Friday, July 24, 2020

Should I Buy Life Insurance For My Child?

Many times when I speak to parents of young kids I ask if they have life insurance in place for the children. While there are a few who do or are willing to consider it, the majority of these parents look at me as if I'm the most morbid person they have ever met. The thought of their child dying is something most won't even consider. 

As a parent I don't want to think about my child dying either. I have seen the pain on a parent's face that never seems to go away and as much as I grieve for their loss, I can not imagine how painful it is. With that said, however, I also know that things can happen. Children are prone to accidents and illness just like the rest of us and we should still prepare for the worst. 

As an insurance agent I have seen too many parents spend thousands of dollars on funerals for their kids, then have to hold a fish fry fundraiser to cover the costs. Or they resort to having to ask their friends and family to donate to their GoFundMe page. As if the pain of losing a child wasn't enough, now they have to solicit donations.

This can be avoided, of course, by making sure you have a life insurance policy in place for your child. Most of the objections from parents consists of statements like, "I could never profit off the death of my child" or "That's just morbid". When I mention that the average cost of a funeral is in the $8000 to $9000 range, they look at me like I'm insane. 

There are some very legitimate reasons why parents should consider life insurance for their kids and some are:
  • It's affordable. Kid's are typically healthy and their young age makes coverage pretty cheap. 
  • You don't have to "profit" off the death of your child. Parents can pay off funeral expenses and any other related expenses (like if the child was in the hospital prior to dying), and donate the remainder of the life insurance proceeds to a charity. Or they can start a scholarship fund. Nothing says they have to keep the money.
  • Buying life insurance at an early age helps if the child is diagnosed with something later. I know parents who bought life insurance when the child was a toddler, only to have the child diagnosed as autistic a few years later, thus making the child uninsurable. 
  • The child may need you to co-sign a loan. Whether buying a car or getting student loans for college, you may be on the hook for those loans if your child dies unexpectedly.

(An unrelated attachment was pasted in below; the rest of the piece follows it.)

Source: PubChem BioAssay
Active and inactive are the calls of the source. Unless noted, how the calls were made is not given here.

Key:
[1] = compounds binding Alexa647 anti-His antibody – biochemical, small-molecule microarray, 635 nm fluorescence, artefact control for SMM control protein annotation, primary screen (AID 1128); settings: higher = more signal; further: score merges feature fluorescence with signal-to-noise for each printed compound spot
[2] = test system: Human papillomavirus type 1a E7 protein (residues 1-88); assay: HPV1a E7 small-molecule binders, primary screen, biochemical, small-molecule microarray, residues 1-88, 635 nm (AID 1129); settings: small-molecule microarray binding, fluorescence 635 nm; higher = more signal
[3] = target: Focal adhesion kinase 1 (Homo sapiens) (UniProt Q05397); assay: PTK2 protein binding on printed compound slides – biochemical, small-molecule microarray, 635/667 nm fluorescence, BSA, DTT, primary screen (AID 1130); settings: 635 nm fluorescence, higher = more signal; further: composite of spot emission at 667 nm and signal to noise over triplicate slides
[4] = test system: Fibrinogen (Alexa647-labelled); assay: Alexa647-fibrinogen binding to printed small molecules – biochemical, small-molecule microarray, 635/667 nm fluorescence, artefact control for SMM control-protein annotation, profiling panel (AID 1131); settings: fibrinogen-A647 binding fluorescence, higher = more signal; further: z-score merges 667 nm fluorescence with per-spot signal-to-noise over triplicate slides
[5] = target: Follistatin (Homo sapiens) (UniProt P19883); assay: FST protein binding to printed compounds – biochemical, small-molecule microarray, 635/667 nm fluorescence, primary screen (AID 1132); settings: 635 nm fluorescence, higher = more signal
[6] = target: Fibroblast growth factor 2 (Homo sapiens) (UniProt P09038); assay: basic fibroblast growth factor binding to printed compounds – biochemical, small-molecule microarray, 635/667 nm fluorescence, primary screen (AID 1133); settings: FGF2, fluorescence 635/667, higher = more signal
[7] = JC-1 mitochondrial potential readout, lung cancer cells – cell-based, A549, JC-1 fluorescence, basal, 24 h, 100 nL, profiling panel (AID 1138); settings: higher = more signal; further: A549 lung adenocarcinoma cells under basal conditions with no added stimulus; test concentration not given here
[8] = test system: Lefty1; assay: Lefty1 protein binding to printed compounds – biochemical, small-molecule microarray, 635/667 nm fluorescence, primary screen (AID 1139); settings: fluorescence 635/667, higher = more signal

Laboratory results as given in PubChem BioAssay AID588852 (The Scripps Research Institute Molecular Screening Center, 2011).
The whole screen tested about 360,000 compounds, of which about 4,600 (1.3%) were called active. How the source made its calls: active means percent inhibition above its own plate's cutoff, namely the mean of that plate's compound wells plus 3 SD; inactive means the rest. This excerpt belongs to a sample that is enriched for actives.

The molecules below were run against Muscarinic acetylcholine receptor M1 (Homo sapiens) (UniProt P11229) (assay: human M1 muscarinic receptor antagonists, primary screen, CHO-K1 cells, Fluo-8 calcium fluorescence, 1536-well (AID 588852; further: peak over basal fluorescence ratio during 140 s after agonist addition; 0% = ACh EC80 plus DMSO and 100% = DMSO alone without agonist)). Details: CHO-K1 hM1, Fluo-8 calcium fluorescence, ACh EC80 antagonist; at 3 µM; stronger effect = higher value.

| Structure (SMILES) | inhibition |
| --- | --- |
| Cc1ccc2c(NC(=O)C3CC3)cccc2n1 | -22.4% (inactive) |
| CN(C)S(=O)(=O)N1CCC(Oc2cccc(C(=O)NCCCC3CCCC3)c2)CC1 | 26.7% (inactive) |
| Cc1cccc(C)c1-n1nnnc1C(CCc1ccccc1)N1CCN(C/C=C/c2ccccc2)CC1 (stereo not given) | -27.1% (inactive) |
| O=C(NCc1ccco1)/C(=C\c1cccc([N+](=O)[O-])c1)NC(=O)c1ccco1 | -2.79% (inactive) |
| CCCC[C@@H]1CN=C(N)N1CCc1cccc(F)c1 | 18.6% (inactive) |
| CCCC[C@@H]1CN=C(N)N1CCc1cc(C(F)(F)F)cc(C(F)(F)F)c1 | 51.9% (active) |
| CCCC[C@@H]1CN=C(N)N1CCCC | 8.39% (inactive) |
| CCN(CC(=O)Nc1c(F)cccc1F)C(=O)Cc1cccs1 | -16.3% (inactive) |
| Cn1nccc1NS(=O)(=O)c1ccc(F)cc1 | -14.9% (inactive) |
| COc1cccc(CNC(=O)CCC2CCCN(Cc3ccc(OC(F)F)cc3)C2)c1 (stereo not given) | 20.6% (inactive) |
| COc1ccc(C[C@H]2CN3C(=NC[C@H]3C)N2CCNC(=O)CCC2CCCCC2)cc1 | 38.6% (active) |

• The child can keep the policy. When your child grows up and becomes responsible, you can transfer ownership of the policy. The rate stays the same if the child decides to keep it and they will think you were a smart parent.
Now that we have determined that you should purchase life insurance for your child, we should consider what type of policy you may need. The most common scenario is the purchase of a whole life policy. This is because the rate is guaranteed to lock in for the life of the child, or in some cases, to a certain age. For example, I purchased a plan for my daughter which is paid up when she is 65 years old. After that she will have no more payments. And being a whole life plan, it will have some cash accumulation that she can borrow against or cash out if she needs to.

I am not a proponent of term life coverage on children for the most part. The coverage is only for a specified "term", usually 10 or 20 years. One exception is if your employer is offering a very inexpensive term policy through work. I've seen $10,000 policies that cost less than a dollar per paycheck, but be aware that if you leave that job, you probably will lose that coverage too. In these cases many parents will have both a whole life policy outside of work as well as the cheap one through work. "A couple of dollars won't break me," is a common refrain. 

Some people have begun using Indexed Universal Life (IUL) policies for their kids coverage. These are usually less expensive than whole life but offer cash value accumulation not available in a term policy. As long as it's structured properly from the beginning, an IUL can be a great alternative and have some money to use later on down the road. 

One last thing to be aware of is that most insurance carriers have limits on how much coverage you can put on a child. In many instances, a child can not have more than half of the coverage that a parent has. For example, if a parent only has $100,000 of life insurance, the child could only have $50,000. This rarely is an issue but does send up red flags when the parents want more. 

If you would like more information on insuring your kids, set up a time to discuss with us over the phone. And in the meantime, stay healthy.

Chris Castanes is the president of Surf Financial Brokers, helping people find affordable life and disability insurance coverage. He's also is a professional speaker helping sales people be more productive and efficient and has spoken to professional and civic organizations throughout the Southeast.

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